OpenJurist

850 F2d 207 Fahrenz

850 F.2d 207

57 USLW 2114, 11 Fed.R.Serv.3d 1167, RICO
Bus.Disp.Guide 6978

Frederick D. FAHRENZ; Ronald E. Kuykendall; James M.
Minor, Jr.; Stanley E. Preiser, Parties in
Interest-Appellees,
and
Meadow Limited Partnership, Plaintiff,
v.
The MEADOW FARM PARTNERSHIP; Reuben Freedlander; Eric
Freedlander; Eve Freedlander, Defendants-Appellants,
and
Heritage Savings & Loan Association; Jay W. Weinberg;
Theodore W. Potter; Bud Smith; William R.
Baldwin, III, Defendants,
Association of Trial Lawyers of America; Virginia Trial
Lawyers Association, Amici Curiae.
Frederick D. FAHRENZ; Ronald E. Kuykendall; James M.
Minor, Jr.; Stanley E. Preiser, Parties in
Interest-Appellants,
and
Meadow Limited Partnership, Plaintiff,
v.
The MEADOW FARM PARTNERSHIP; Reuben Freedlander; Eric
Freedlander; Eve Freedlander, Defendants-Appellees,
and
Heritage Savings & Loan Association; Jay W. Weinberg;
Theodore W. Potter; Bud Smith; William R.
Baldwin, III, Defendants.
MEADOW LIMITED PARTNERSHIP, Plaintiff-Appellant,
v.
The MEADOW FARM PARTNERSHIP; Reuben Freedlander; Eric
Freedlander; Eve Freedlander, Defendants-Appellees,
and
Heritage Savings & Loan Association; Jay W. Weinberg;
Theodore W. Potter; Bud Smith; William R.
Baldwin, III, Defendants.

Nos. 87-3608, 87-3609, 87-3613.

United States Court of Appeals,
Fourth Circuit.

Argued April 7, 1988.
Decided July 1, 1988.

1

George H. Gromel, Jr. (James L. Banks, Jr., Hunton & Williams, Richmond, Va., on brief) for appellants.

2

Stanley E. Preiser, Charleston, W.Va., James M. Minor, Jr., Richmond, Va., (Ronald E. Kuykendall, Richmond, Va., Frederick D. Fahrenz, Charleston, W.Va., on brief) for appellees.

3

Eugene I. Pavalone, President, Ass'n of Trial Lawyers of America; Washington, D.C., Robert W. Mann, President, Virginia Trial Lawyers Ass'n; Martinsville, Va., Donald W. Lemons, Lucy H. Allen, Martha D. Hartmann-Harlan, McCarthy & Durrette, P.C., Richmond, Va., on brief, for amicus curiae.

4

Before WIDENER and CHAPMAN, Circuit Judges, and MICHAEL, United States District Judge for the Western District of Virginia, sitting by designation.

MICHAEL, District Judge:

5

This is an appeal of the district court's imposition of a $10,000 sanction, pursuant to Rule 11, Federal Rules of Civil Procedure, against James Minor, Ronald Kuykendall, Stanley Preiser, and Frederick Fahrenz, lawyers representing Meadow Limited Partnership in this action, 118 FRD 432. Appellants Ruben Freedlander, Eve Freedlander, Eric Freedlander, and their partnership, Meadow Farm Partnership appeal the amount of the sanction, asserting that it is insufficient to recover the expenses they incurred in defending the claims brought against them. The appellee (Meadow Limited Partnership), and its lawyers, cross-appeal, and urge this court to overturn the district court's order imposing the sanction. Finding no abuse of discretion in either the imposition of Rule 11 sanctions or the amount, we affirm the district court's order.

6

The genesis of this action centers upon Meadow Limited Partnership's filing a motion for judgment, and then an amended motion for judgment in the Circuit Court for the City of Richmond, Virginia. The amended motion for judgment raised claims against two groups of defendants: the Freedlander defendants and the Heritage defendants. The Freedlander defendants are the only ones presently before this court.

7

The plaintiff's claims arose out of the April 18, 1984, foreclosure sale of real property known as Meadow Farm, located in Caroline County, Virginia, and the resulting extinguishment, under Virginia law, of plaintiff's second deed of trust securing approximately $235,000. Heritage Savings and Loan Association purchased the property at the foreclosure sale and the Freedlanders later purchased Meadow Farm from Heritage.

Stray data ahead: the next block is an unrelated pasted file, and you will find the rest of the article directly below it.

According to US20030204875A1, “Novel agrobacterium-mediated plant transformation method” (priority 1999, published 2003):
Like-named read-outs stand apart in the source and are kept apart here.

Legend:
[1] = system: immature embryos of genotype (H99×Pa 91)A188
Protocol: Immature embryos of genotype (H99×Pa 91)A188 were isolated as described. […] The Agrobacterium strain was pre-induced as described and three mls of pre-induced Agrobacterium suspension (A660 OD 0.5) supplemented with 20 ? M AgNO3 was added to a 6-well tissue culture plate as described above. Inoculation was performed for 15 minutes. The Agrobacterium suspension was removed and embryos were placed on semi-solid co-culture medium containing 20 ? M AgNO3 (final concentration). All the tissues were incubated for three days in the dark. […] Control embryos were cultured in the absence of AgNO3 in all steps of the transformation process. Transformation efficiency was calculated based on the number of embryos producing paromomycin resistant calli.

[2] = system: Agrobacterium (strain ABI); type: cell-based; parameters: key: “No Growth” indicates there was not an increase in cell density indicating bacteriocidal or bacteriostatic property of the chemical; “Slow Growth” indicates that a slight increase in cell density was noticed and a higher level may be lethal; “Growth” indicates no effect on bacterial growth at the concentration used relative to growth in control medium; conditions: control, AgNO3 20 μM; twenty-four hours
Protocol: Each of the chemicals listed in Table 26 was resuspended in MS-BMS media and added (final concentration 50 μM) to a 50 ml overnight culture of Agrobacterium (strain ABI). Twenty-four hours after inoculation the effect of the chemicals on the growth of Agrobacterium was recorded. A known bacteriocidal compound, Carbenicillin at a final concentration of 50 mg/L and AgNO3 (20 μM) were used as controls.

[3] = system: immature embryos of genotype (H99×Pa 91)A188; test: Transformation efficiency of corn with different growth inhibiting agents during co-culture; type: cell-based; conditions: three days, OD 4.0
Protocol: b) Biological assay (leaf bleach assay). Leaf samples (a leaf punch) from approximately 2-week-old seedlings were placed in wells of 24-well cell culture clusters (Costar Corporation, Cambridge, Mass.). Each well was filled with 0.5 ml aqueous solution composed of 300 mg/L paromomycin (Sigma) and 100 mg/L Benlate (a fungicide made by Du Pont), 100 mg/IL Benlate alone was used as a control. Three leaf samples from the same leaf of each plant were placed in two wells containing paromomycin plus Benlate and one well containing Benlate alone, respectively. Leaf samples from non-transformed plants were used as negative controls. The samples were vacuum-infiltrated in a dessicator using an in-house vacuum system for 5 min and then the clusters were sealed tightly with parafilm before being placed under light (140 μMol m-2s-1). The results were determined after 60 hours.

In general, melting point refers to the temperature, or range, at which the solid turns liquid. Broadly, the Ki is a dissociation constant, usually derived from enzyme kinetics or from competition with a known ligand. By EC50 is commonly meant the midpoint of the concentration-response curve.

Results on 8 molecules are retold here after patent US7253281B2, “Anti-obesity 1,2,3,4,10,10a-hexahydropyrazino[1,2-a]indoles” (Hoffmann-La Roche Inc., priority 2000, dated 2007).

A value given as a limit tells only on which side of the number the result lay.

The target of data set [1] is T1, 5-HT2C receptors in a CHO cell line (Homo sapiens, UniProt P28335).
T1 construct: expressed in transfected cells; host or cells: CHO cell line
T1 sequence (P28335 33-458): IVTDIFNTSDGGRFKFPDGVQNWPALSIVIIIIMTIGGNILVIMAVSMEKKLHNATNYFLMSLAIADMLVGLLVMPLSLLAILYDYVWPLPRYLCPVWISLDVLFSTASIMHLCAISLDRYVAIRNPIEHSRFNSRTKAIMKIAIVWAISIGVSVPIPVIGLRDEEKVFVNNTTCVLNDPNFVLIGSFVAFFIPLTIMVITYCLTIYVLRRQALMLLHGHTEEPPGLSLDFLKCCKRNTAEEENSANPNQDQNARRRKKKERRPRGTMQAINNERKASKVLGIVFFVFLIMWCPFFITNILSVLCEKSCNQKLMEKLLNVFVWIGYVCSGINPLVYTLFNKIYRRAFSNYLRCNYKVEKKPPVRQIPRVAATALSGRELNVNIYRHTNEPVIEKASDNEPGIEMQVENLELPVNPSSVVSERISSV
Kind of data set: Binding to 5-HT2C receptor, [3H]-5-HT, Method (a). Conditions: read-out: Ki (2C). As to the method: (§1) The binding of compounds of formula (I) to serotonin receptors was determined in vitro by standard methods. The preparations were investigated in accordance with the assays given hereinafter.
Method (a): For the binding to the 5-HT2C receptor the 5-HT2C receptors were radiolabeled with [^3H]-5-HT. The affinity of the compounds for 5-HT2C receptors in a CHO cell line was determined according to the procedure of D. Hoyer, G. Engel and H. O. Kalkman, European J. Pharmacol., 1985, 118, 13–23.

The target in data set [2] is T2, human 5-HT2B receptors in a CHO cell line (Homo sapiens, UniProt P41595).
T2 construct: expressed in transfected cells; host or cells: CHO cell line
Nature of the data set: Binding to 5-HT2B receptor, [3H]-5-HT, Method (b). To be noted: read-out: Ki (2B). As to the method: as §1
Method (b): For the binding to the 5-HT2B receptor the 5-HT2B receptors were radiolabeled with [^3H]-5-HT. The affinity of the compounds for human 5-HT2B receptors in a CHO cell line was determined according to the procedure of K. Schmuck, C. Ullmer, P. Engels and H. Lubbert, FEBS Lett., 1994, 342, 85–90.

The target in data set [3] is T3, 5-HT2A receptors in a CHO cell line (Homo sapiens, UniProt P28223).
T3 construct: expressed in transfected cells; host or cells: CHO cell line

8

Prior to the foreclosure sale, the then owner of the property, Orran V. Jarrell and Associates (Jarrell), had attempted to sell the property to a joint venture entity consisting of RKO Hotel Corporation and A. Cal Rossi (RKO/Rossi). As part of the proposed sale from Jarrell to RKO/Rossi, RKO/Rossi created a document that acknowledged that Jarrell owed plaintiff (Meadow Limited Partnership) $235,000, and that the debt was secured by a second deed of trust on Meadow Farm. The record reflects that Jarrell and RKO/Rossi worked vigorously in trying to close this deal but that the sale never was consummated. It was the failure of the proposed sale that gave rise to this lawsuit.

9

After the foreclosure sale, the plaintiff filed suit in the Circuit Court for the City of Richmond. On July 12, 1985, the plaintiff filed an amended motion for judgment which named as defendants the Freedlanders, Heritage and its officers, directors, and counsel: Jay Weinberg, Ted Potter, Bud Smith, and Bill Baldwin. The amended motion asserted claims against each defendant for violation of the Racketeer Influenced and Corrupt Organizations Act, 18 U.S.C. Secs. 1961-1968 (RICO), civil conspiracy to defraud the plaintiff, and other asserted causes of action. The crux of plaintiff's charges against the Freedlanders was that they had conspired with Heritage to undermine the proposed sale of Meadow Farm by Jarrell to RKO/Rossi and thereby prevent Jarrell's $235,000 debt to Meadow Limited Partnership to be satisfied. The case was removed to the United States District Court on July 25, 1985.

10

Central to the plaintiff's RICO and conspiracy to defraud claim was a seven-page written summary prepared by William Brown and Sherman Kennedy, two local real estate brokers who represented Jarrell in the proposed sale to RKO/Rossi, which set forth a chronology of events that transpired and which raised the inference that the Freedlander's purchase of Meadow Farm was procured through fraudulent means. Attorneys for the plaintiff also met with one Charles Ayers, an attorney representing Jarrell, who confirmed the facts set out in the chronology. The information contained in the seven-page written summary and the information elicited from Ayers was later incorporated in the amended motion for judgment filed by the plaintiff against the Freedlander defendants.

11

In early 1986, Kennedy, Brown and Ayers were noticed for depositions. Messrs. Kennedy and Brown were deposed by defense counsel on January 24, 1986; Charles Ayers on February 7, 1986. In their deposition testimony, the three witnesses repudiated their previous statements which arguably gave rise to an inference of fraud and illegality in the foreclosure sale. In fact, all three testified that they possessed no information or evidence whatsoever that implicated any of the Freedlanders in illegality or fraud in obtaining Meadow Farm. Despite this information, the plaintiff's attorneys continued to press their suit on the RICO and conspiracy claims, going so far as to file a brief in opposition to the Freedlander defendants' motion for summary judgment on May 12, 1986.